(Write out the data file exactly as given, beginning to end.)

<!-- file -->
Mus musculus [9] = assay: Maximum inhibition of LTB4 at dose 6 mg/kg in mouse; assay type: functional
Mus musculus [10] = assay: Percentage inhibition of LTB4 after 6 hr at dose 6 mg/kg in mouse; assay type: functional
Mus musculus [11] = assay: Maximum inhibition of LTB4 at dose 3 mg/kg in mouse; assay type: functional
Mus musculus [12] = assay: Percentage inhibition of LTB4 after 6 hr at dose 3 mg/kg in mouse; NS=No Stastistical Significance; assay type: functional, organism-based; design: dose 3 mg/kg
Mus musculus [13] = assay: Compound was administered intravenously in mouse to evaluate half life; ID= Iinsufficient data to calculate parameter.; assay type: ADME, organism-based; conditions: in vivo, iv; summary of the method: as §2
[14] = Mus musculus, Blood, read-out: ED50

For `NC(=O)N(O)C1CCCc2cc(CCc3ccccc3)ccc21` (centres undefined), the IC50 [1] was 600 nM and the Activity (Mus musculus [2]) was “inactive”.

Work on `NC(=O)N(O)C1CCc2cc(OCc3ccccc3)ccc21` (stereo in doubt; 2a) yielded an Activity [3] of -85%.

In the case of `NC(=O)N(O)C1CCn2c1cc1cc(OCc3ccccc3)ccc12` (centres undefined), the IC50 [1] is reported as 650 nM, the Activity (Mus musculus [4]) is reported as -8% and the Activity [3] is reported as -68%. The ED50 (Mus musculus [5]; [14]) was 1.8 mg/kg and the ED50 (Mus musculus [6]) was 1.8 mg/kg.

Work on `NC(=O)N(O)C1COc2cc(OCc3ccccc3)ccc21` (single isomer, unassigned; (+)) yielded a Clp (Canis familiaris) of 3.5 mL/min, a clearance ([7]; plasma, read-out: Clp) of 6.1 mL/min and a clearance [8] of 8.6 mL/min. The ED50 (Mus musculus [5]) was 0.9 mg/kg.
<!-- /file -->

Mus musculus [9] = assay: Maximum inhibition of LTB4 at dose 6 mg/kg in mouse; assay type: functional
Mus musculus [10] = assay: Percentage inhibition of LTB4 after 6 hr at dose 6 mg/kg in mouse; assay type: functional
Mus musculus [11] = assay: Maximum inhibition of LTB4 at dose 3 mg/kg in mouse; assay type: functional
Mus musculus [12] = assay: Percentage inhibition of LTB4 after 6 hr at dose 3 mg/kg in mouse; NS=No Stastistical Significance; assay type: functional, organism-based; design: dose 3 mg/kg
Mus musculus [13] = assay: Compound was administered intravenously in mouse to evaluate half life; ID= Iinsufficient data to calculate parameter.; assay type: ADME, organism-based; conditions: in vivo, iv; summary of the method: as §2
[14] = Mus musculus, Blood, read-out: ED50

For `NC(=O)N(O)C1CCCc2cc(CCc3ccccc3)ccc21` (centres undefined), the IC50 [1] was 600 nM and the Activity (Mus musculus [2]) was “inactive”.

Work on `NC(=O)N(O)C1CCc2cc(OCc3ccccc3)ccc21` (stereo in doubt; 2a) yielded an Activity [3] of -85%.

In the case of `NC(=O)N(O)C1CCn2c1cc1cc(OCc3ccccc3)ccc12` (centres undefined), the IC50 [1] is reported as 650 nM, the Activity (Mus musculus [4]) is reported as -8% and the Activity [3] is reported as -68%. The ED50 (Mus musculus [5]; [14]) was 1.8 mg/kg and the ED50 (Mus musculus [6]) was 1.8 mg/kg.

Work on `NC(=O)N(O)C1COc2cc(OCc3ccccc3)ccc21` (single isomer, unassigned; (+)) yielded a Clp (Canis familiaris) of 3.5 mL/min, a clearance ([7]; plasma, read-out: Clp) of 6.1 mL/min and a clearance [8] of 8.6 mL/min. The ED50 (Mus musculus [5]) was 0.9 mg/kg.